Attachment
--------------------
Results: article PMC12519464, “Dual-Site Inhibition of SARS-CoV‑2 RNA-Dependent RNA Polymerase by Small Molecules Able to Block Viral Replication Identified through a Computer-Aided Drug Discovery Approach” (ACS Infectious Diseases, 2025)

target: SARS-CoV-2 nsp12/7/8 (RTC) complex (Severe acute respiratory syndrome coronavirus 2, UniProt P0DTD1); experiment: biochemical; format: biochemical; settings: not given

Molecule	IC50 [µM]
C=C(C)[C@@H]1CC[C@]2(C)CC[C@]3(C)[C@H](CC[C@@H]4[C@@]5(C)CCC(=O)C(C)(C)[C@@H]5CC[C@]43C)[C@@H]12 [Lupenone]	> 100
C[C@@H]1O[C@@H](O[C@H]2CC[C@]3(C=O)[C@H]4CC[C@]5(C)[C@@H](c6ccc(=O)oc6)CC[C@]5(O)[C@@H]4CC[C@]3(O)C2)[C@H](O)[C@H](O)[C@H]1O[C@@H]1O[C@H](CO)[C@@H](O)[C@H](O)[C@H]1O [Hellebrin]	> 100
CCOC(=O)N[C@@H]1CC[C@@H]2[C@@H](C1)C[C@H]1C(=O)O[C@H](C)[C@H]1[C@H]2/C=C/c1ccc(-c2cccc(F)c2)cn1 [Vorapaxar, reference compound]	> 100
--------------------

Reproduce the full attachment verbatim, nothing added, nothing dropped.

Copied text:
Results: article PMC12519464, “Dual-Site Inhibition of SARS-CoV‑2 RNA-Dependent RNA Polymerase by Small Molecules Able to Block Viral Replication Identified through a Computer-Aided Drug Discovery Approach” (ACS Infectious Diseases, 2025)

target: SARS-CoV-2 nsp12/7/8 (RTC) complex (Severe acute respiratory syndrome coronavirus 2, UniProt P0DTD1); experiment: biochemical; format: biochemical; settings: not given

Molecule	IC50 [µM]
C=C(C)[C@@H]1CC[C@]2(C)CC[C@]3(C)[C@H](CC[C@@H]4[C@@]5(C)CCC(=O)C(C)(C)[C@@H]5CC[C@]43C)[C@@H]12 [Lupenone]	> 100
C[C@@H]1O[C@@H](O[C@H]2CC[C@]3(C=O)[C@H]4CC[C@]5(C)[C@@H](c6ccc(=O)oc6)CC[C@]5(O)[C@@H]4CC[C@]3(O)C2)[C@H](O)[C@H](O)[C@H]1O[C@@H]1O[C@H](CO)[C@@H](O)[C@H](O)[C@H]1O [Hellebrin]	> 100
CCOC(=O)N[C@@H]1CC[C@@H]2[C@@H](C1)C[C@H]1C(=O)O[C@H](C)[C@H]1[C@H]2/C=C/c1ccc(-c2cccc(F)c2)cn1 [Vorapaxar, reference compound]	> 100